# # #

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Laramie
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« Reply #49 on: March 30, 2023, 10:00:59 am »

                                             ODOT plans new I-35 bridges and multi-model path in Oklahoma City.




                                                    Link to OKCTalk.com reports:  https://www.okctalk.com/showthread.php?t=47516&p=1227514#post1227514

« Last Edit: March 30, 2023, 10:12:41 am by Laramie » Logged

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« Reply #50 on: June 07, 2023, 12:52:27 pm »






                                Iconic pedestrian bridge opens over NW Expressway


                             


          Oklahoma City took another step towards becoming a more pedestrian and cycling-friendly community today by opening a 121-foot pedestrian bridge
          over NW Expressway Blvd near Wilshire.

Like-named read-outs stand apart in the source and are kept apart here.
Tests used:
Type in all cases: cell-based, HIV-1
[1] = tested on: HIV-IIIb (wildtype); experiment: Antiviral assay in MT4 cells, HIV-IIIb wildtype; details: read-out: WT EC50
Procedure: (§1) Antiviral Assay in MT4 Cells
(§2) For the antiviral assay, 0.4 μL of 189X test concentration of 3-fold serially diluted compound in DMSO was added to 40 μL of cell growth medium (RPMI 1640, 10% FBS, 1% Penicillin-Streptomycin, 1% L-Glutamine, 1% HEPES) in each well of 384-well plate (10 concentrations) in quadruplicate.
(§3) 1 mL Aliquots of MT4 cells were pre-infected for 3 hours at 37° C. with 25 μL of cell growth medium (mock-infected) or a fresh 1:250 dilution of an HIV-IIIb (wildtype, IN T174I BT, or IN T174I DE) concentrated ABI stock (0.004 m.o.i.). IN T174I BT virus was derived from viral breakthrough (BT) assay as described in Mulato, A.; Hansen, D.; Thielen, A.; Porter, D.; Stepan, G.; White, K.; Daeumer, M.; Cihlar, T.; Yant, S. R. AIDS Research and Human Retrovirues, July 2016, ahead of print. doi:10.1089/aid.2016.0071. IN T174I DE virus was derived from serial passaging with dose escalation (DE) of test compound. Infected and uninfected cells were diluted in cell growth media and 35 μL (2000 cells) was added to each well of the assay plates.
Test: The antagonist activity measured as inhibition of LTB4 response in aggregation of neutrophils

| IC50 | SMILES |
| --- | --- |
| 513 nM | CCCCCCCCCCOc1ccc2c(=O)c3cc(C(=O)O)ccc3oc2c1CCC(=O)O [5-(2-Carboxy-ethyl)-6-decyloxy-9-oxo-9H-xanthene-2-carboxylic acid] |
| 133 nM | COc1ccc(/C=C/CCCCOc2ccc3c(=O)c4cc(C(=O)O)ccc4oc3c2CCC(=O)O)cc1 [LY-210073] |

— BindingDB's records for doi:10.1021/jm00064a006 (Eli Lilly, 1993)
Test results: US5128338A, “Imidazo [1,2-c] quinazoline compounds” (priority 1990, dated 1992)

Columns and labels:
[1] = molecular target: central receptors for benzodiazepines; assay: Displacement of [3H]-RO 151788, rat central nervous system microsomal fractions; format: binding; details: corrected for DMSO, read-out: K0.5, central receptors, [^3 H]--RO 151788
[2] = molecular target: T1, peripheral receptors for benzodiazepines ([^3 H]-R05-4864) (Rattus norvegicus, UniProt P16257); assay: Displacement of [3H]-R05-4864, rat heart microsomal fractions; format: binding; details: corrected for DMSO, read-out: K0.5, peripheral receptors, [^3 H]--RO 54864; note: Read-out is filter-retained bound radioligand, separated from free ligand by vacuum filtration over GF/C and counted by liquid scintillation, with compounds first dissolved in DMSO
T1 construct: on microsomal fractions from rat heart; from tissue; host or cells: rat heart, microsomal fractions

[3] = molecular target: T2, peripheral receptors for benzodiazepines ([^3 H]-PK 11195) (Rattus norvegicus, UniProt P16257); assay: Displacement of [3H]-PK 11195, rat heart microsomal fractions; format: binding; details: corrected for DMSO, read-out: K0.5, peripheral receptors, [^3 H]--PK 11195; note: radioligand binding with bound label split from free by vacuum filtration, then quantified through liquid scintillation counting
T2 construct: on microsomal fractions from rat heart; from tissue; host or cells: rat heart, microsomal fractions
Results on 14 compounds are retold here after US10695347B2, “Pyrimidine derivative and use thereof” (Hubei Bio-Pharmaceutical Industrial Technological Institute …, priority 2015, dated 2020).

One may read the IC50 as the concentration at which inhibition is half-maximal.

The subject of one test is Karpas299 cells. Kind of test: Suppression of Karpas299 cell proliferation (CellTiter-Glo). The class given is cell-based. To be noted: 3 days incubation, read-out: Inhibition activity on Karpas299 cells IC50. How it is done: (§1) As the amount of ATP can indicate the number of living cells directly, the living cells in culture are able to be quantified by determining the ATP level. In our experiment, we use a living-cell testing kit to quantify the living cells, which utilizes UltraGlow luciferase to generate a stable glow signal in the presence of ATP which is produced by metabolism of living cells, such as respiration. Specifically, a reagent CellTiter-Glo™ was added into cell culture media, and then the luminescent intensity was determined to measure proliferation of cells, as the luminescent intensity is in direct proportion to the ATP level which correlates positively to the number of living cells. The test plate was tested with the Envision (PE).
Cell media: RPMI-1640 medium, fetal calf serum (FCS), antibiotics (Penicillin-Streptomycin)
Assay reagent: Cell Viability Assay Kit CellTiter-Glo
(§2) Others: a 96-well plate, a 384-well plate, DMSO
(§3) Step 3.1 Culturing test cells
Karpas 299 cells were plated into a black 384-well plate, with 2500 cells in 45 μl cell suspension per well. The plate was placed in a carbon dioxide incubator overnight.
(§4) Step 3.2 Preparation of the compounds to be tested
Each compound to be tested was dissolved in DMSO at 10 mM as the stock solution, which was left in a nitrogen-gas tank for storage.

The bridge provides safe passage for walkers, cyclists and runners on the 7.8-mile Hefner – Overholser Trail which runs from Britton Road at Lake Hefner
          Drive to NW 39th Street at Overholser Drive.

          “This bridge provides an important and safe connection for the hundreds of thousands of people who use our world-class trails system every year,” said
            Mayor David Holt.  “I thank the voters for approving this bridge and for continuing to invest in opportunities for physical activity and alternative transit.”   

            The Bridge’s design concept represents classic cars from the 40s, 50s and 60s and nearby airports, Wiley Post and Clarence E Page.

            The $5.3 million project was funded by the 2007 Bond Program and the 2017 Better Streets Safer City Bond Program.

            City of Oklahoma City website link:  https://www.okc.gov/Home/Components/News/News/4474/18?utm_medium=email&utm_source=govdelivery



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« Reply #51 on: June 07, 2023, 01:28:41 pm »





                                Iconic pedestrian bridge opens over NW Expressway